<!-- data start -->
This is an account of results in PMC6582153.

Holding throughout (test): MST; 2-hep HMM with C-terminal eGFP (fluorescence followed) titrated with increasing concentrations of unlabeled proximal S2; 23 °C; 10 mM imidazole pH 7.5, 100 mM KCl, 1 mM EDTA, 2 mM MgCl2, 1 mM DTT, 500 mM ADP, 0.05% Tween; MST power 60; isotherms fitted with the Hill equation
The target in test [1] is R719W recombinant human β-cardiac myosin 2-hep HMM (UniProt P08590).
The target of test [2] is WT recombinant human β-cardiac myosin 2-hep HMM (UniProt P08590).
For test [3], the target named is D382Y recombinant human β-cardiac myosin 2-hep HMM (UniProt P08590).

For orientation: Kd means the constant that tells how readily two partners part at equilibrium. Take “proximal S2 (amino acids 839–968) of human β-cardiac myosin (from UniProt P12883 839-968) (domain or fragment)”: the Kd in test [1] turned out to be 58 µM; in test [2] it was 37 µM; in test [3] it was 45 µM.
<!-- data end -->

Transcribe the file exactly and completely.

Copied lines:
This is an account of results in PMC6582153.

Holding throughout (test): MST; 2-hep HMM with C-terminal eGFP (fluorescence followed) titrated with increasing concentrations of unlabeled proximal S2; 23 °C; 10 mM imidazole pH 7.5, 100 mM KCl, 1 mM EDTA, 2 mM MgCl2, 1 mM DTT, 500 mM ADP, 0.05% Tween; MST power 60; isotherms fitted with the Hill equation
The target in test [1] is R719W recombinant human β-cardiac myosin 2-hep HMM (UniProt P08590).
The target of test [2] is WT recombinant human β-cardiac myosin 2-hep HMM (UniProt P08590).
For test [3], the target named is D382Y recombinant human β-cardiac myosin 2-hep HMM (UniProt P08590).

For orientation: Kd means the constant that tells how readily two partners part at equilibrium. Take “proximal S2 (amino acids 839–968) of human β-cardiac myosin (from UniProt P12883 839-968) (domain or fragment)”: the Kd in test [1] turned out to be 58 µM; in test [2] it was 37 µM; in test [3] it was 45 µM.